Neoliberalism, as a theoretical framework, “is not, as several commentators have pointed out, entirely coherent.”[7] On the one hand it demands that the power of the state, in relation to the economy, be truncated and limited to creating and enforcing policies that maintain the rights of private property and freedom of corporate entities. The very real outcomes of these policies are the contradictory results of such policies and positions. Unregulated industry and commerce, under the guise of fostering competition, has led to the concentration of the ownership of enterprises and capital in a smaller and smaller elite, ending in monopolies and vertically integrated sectors of the international and domestic economies.[8] The creation of international institutions, such as the World Bank (WB), World Trade Organization (WTO), International Monetary Fund (IMF), and so on, to control capitalistic interests and protect ostensibly national assets lead instead to a globalized corporate elite who have no loyalty or interest in their respective nation states.

The planet is in disarray. Elite globalization, also called corporate globalization, a distorted form of global economic integration, powered by and benefiting only a few, is unleashing a dangerous blend of economic, ecological, and cultural crisis. The juggernaut of elite globalization, facilitated by radical, one-sided and often imposed economic ‘liberalization’ policies is moving very rapidly . . .As a reaction to the resulting fear and of moorings and direction, we see increasing global fragmentation and inflexible fundamentalisms, which in turn, are spawning dozens of social conflicts, wars and violence around the world.[9]

Where neoliberal economic policies were first put into practice speaks volumes about the real potentials and actual outcomes expected by these implementations. In Chile, the overthrow of the democratically elected Allende government by Pinochet’s coup on September 11, 1973 (a historical coincidence?) led to a brutal and repressive regime ruled by a military junta.[10] This action was taken by Pinochet with the full support of the United States’ State Department, Central Intelligence Agency, and other agencies which led to the imprisonment and torture of over 38,000 people and the deaths of over 3,000 by death squads.[11] By 1975 a group of U.S. trained economists, known as the “Chicago Boys” had been brought in to restructure the economic policies of the Pinochet dictatorship.

The US had funded training of Chilean economists at the University of Chicago since the 1950s as part of a Cold War program to counteract left-wing tendencies in Latin America. Chicago-trained economists came to dominate at the private Catholic University in Santiago. . .. Pinochet brought these economists into the government, where their first job was to negotiate loans with the International Monetary Fund. Working alongside the IMF, they restructured the economy according to their theories. They reversed the nationalizations and privatized public assets, opened natural resources (fisheries, timber, etc.) to private and unregulated exploitation (in many cases riding roughshod over the claims of indigenous inhabitants), privatized social security, and facilitated foreign investment and free trade. The right of foreign companies to repatriate profits from their Chilean operations was guaranteed.[12]

Similar policies were followed in several other South American countries at this time, most notably in Argentina.[13]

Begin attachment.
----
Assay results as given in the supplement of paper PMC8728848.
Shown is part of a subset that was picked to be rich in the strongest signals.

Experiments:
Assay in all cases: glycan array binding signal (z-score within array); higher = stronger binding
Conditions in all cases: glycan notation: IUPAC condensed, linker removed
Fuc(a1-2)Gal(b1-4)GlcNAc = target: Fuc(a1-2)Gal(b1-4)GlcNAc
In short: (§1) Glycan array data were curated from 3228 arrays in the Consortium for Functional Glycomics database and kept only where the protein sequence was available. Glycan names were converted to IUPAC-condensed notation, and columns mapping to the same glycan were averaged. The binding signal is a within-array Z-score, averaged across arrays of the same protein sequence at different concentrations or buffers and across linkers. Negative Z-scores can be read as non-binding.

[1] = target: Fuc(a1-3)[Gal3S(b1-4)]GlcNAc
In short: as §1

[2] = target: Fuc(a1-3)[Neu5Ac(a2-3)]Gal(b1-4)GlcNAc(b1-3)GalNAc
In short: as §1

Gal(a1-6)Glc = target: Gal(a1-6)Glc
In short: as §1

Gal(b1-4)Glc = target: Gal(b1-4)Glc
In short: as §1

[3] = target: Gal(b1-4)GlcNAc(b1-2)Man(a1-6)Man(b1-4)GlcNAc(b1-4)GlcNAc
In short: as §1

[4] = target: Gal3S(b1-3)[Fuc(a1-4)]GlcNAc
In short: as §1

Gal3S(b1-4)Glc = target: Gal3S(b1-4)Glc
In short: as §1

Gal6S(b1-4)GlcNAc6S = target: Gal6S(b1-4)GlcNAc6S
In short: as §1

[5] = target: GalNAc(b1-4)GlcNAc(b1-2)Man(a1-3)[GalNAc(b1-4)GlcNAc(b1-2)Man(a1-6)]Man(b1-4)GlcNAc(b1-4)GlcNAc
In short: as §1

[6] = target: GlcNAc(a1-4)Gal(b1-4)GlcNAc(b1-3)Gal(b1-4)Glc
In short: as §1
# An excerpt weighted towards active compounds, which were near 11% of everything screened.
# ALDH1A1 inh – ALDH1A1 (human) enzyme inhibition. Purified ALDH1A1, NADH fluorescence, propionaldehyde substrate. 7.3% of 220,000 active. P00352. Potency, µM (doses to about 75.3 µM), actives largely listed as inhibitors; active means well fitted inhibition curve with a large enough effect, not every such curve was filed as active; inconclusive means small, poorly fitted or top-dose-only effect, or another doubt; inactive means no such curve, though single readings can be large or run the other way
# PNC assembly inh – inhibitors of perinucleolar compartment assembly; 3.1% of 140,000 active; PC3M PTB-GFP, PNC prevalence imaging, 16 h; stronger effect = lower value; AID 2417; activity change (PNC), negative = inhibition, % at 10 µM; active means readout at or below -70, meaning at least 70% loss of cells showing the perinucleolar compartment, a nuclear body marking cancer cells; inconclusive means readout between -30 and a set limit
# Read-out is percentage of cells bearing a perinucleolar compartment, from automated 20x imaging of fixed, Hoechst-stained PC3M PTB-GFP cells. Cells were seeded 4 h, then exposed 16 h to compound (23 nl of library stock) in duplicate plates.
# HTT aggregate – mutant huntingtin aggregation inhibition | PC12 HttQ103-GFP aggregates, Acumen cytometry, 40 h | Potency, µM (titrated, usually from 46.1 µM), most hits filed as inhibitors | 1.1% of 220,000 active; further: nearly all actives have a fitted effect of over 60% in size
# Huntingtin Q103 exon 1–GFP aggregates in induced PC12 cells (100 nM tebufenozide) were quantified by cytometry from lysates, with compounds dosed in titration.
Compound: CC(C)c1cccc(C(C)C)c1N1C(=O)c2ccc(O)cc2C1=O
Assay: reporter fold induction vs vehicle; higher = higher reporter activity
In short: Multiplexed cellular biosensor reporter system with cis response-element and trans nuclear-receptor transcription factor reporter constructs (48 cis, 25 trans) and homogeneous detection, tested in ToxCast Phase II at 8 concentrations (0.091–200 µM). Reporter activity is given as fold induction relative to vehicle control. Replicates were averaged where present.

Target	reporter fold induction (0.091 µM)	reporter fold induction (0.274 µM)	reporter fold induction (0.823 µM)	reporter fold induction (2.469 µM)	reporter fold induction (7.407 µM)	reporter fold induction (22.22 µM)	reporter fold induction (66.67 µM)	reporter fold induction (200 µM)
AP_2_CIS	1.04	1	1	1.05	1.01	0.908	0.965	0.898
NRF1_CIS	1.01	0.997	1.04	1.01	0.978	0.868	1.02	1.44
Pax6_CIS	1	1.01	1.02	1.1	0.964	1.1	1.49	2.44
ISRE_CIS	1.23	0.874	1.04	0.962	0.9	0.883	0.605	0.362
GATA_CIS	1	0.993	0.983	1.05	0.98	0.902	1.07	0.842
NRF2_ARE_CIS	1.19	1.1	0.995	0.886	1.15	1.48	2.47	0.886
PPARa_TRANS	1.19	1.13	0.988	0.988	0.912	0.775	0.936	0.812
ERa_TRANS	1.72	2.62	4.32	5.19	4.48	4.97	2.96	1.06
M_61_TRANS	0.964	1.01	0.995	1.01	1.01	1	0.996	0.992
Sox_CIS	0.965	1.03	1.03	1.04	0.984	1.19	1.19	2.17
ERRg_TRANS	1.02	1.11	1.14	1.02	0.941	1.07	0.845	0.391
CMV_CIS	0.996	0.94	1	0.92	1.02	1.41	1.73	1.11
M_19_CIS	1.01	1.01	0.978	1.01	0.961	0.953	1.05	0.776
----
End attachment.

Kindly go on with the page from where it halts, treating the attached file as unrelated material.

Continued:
The push for the restructuring of the nature of the state and its relationship to economic policy was based on the neoliberalist perspective and on the immediate successes of the Latin American economies. This was characterized by a return to solid growth rates, high rates of return on foreign investment and capital accumulation[14] even though these gains were all essentially wiped away by the Latin American debt crisis of 1982[15] which “involved a 9 percent fall in GDP per capita alongside unprecedented increases in class inequality.”[16]  The social costs of these advances, however, were great and were the start of the redefinition of freedom and equality that we are living with today.

In next week’s blog in this series on the future of democracy and the quest for freedom, we will expose the anti-democratic nature of neoliberalism and its corresponding insatiable greed for amassing more wealth at the expense of the environment, other species, human dignity, people’s self-determination and perhaps the very existence of humans as a viable species.

[1] Boas, T.C. & Gans-Morse, J. Neoliberalism: From new liberal philosophy to anti-liberal slogan. St Comp Int Dev (2009) 44:137.  doi :10.1007/s12116-009+9040-5: Harvey, D. (2007). A brief history of neoliberalism. Oxford, UK. Oxford University Press.

[2] Boas & Gans-Morse, 2009, p. 2.

[3] Boas & Gans-Morse, 2009

[4] Harvey, 2007, p. 2

[5] Harvey, 2007; Friedman, M. 1962/2002. Capitalism and Freedom. Chicago, IL. University of Chicago Press. ISBN: 9780226264219

[6] Harvey, 2007, p 65.

[7] Harvey, 2007, p 21.

[8] Panitch, L. & Gindin, S., 2012. The Making of Global Capitalism: The Political Economy of American Empire, London, UK. Verso; Foster, J.B. & McChesney, R.W., 2012. The Endless Crisis: How Monopoly-Finance Capital Produces Stagnation and Upheaval from the USA to China. New York, NY. Monthly Review; Harvey, 2007.

[9] Perlas, N. 2000, Shaping Globalization: Civil Society, Cultural Power and Threefolding. Quezon City, PH. CADI< pp. 60-66.

[10] Kornbluh, P. 2003. The Pinochet File: A Declassified Dossier on Atrocity and Accountability. New York, NY. The New Press.

[11] The Valech Report: The National Commission on Political Imprisonment and Torture Report, 2004.

[12] Harvey, 2007, p. 8.

[13] Harvey, 200).

[14] Harvey, 2007; Foster & McChesney, 2012; Panitch & Gindin, 2012.

[15] Harvey, 2007; Panitch & Gindin, 2012.

[16] Panitch & Gindin, 2012, p. 216.